Since as yet, Google Maps does not display the trajectory of this tourist purpose toll road, for proper navigational purpose, one must switch to satellite imagery and find the appropriate roads by ones self.
Stone Pillars forming a Gate and the halfway point marker along the route out from Dunhuang and the Jade gate and Han Dynasty Era Great Wall sites. Although at first glance seemingly rediculous, it proves a welcome point of recognition in the featureless gravel desert that extends beyond in seemingly all directions.
to follow the route to Jade Gate and Han Great Wall. In addition, it may be smart to take along the simple navigational aid to help avoid blunders. In recent times, side roads have been laid in the desert leading westward and away from the main route. The main key is to avoid any turn offs when driving out towards the Jade Gate, in
which case no frustrating, time consuming and possibly dangerous mistakes can be made.
One is sure to be on the correct road when passing the official halfway point along this toll road, which as shown in the photos is marked by large stone gate and of course, a little toll house which kind of serves as a modern day Jade Gate and collects fees from current day passers by.
Once having covered the remaining distance one will meet some low hills amidst of which stands a large wooden gate with at some distance behind it the dwindling remains of the mud toll house known as Yu Men.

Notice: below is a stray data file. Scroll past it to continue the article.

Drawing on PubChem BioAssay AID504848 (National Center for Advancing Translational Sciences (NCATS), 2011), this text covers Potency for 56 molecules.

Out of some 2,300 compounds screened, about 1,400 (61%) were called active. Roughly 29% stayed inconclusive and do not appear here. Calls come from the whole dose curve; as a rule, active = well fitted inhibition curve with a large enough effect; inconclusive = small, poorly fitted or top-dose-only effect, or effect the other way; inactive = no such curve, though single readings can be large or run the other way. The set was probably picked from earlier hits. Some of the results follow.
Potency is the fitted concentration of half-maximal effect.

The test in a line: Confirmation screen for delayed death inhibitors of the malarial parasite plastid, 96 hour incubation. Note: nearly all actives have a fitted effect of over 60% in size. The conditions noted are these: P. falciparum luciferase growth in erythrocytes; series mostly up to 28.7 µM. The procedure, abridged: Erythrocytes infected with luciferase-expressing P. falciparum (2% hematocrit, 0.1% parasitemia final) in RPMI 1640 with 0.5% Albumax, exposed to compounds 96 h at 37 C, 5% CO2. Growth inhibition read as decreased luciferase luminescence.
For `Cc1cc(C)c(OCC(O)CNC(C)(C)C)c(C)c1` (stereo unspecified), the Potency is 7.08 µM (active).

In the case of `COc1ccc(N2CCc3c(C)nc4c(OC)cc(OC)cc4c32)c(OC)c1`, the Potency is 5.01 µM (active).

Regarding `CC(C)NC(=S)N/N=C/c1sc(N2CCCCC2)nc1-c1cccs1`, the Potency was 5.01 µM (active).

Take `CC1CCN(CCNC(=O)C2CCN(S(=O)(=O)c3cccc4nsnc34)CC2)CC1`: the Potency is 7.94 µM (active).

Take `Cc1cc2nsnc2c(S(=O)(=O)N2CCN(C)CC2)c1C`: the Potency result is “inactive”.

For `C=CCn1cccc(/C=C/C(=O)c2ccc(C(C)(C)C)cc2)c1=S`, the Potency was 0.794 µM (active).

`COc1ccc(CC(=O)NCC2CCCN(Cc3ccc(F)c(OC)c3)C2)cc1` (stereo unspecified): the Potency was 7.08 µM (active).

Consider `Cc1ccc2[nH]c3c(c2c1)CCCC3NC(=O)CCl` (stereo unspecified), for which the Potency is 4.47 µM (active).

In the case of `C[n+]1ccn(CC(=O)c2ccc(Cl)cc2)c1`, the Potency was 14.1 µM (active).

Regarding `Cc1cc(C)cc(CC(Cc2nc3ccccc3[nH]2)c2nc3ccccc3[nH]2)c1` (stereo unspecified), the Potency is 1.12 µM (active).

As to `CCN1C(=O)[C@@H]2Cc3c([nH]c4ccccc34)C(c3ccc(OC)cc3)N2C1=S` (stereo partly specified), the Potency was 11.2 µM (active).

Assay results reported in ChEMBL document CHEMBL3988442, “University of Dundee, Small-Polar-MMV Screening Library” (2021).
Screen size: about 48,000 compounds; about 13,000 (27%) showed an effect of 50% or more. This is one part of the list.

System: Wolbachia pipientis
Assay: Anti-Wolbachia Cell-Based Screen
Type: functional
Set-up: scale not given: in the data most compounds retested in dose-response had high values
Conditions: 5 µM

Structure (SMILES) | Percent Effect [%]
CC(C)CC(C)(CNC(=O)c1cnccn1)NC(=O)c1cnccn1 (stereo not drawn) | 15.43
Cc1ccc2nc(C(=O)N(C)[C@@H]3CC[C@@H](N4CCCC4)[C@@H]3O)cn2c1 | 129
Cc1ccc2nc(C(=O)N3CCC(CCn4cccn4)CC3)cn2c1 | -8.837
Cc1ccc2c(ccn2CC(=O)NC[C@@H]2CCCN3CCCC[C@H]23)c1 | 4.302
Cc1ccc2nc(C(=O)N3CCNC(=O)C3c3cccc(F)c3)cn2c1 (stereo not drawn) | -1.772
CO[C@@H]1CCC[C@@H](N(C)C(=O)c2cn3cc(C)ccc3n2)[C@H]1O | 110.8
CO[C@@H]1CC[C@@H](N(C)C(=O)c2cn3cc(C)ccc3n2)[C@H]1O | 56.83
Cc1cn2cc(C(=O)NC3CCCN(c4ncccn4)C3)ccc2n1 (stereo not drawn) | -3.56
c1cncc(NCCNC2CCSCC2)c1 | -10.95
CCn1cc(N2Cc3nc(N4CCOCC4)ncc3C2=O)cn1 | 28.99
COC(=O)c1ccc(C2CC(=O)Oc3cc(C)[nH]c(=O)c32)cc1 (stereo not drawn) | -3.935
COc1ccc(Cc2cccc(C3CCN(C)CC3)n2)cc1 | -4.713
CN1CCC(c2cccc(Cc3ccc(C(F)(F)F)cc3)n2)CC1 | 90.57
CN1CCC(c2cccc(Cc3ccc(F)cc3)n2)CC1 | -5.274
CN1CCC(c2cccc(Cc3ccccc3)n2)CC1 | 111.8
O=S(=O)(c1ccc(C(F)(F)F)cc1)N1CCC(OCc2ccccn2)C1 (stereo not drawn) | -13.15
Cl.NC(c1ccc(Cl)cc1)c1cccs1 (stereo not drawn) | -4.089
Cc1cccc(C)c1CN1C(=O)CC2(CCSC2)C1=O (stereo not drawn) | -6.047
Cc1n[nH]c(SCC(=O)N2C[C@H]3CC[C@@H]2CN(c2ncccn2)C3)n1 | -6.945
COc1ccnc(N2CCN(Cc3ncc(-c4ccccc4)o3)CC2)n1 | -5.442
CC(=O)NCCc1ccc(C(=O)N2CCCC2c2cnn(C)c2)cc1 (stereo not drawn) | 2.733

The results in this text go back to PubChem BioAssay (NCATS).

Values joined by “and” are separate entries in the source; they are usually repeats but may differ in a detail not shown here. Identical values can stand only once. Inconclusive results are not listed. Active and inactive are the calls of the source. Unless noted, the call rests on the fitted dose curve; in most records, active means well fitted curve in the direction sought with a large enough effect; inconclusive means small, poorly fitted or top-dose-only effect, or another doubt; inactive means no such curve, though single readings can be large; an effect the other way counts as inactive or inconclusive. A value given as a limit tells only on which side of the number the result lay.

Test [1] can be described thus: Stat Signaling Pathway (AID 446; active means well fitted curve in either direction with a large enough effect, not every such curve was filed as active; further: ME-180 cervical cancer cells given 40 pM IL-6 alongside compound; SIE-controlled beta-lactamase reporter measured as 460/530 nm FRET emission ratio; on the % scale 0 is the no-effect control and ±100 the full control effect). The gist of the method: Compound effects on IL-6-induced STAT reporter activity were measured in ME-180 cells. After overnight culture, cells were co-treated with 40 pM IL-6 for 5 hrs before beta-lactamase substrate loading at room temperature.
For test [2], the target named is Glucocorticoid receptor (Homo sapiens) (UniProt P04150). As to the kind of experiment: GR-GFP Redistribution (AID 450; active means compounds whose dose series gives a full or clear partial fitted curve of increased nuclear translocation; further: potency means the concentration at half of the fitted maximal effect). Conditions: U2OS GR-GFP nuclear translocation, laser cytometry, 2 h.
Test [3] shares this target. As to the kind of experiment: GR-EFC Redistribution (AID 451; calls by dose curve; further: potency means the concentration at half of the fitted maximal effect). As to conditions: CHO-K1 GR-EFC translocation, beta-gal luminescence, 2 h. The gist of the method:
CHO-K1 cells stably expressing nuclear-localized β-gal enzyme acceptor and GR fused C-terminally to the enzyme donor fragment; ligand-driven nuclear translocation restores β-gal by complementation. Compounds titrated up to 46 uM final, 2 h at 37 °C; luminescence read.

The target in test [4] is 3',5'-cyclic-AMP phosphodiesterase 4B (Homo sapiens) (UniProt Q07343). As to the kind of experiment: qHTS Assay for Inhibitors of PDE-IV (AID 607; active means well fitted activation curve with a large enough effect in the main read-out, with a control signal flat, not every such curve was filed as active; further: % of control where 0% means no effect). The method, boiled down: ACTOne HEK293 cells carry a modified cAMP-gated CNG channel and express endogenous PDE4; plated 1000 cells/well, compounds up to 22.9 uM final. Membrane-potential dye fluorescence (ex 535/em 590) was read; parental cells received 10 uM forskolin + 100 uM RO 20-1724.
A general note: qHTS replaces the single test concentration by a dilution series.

Admittedly, for those who are not- or at least less familiar with the history and the historic geography of the location, at the site there seems little to explore but the monument itself.
Although, in fact equally relevant to the history of the Jade
Gate, the Cang River which flowed behind it is usually overlooked by the arriving flock.
Having come the distance however, best take your time to look around. Among things one may appreciate how both to the south and to the north of this location, the high mountains have retreated to appear on the horizon only as shimering lumps. With the Qilian Shan, the northernmost rim of the Tibetan Plateaux retreating south and westward, a wide open space lies to the west and the northwest of the Jade Gate, with the Horses Manes mountains ending giving way to territories that are today part of Xinjiang-Uighur Autonomous Region and in the past were inhabited by various nomadic tribes.
Because the local geography does not allow for it to viably go any further, the main defenses of the Great Wall of China as erected by the Han ended
here, which is also why the toll house is situated here. The wall that extended westward and beyond to Lop Nor was a more difficult to defend trajectory passing through various small river beds and (formerly) watery patches in what even then was already a dangerous
Loiter about the parking space and vicinity of the Yumen Tollhouse in order to appreciate its true remoteness. As one may find, this is the remotest outpost along the entire length of the Great Wall of China even today. The featureless desert contains little but a dried up river, endless gravel extenses and the faint glimmer of the high mountains of the north rim of the Tibetan Plateaux on the southern horizon.
Although in that far past the location was less arid, it was still a daunting idea to fill out a post in a location as remote as this.
Minimap of the early western Han Dynasty territory, clearly showing how the neck of China extended as far as Dunhuang, and how beyond Dunhuang the northern route of the silk road led from the Yumen away into vast open spaces which connect in various directions, among things to Mongolia and Kazakhstan.
and featureless desert. This very last section, was likely added at a later time when more of the Tarim River Basin was put under the control of the Han Dynasty military and the subsequent extension of the Silk Road more to the west.

In order to gain some understanding of the difference between the local geography and features in the past versus those in the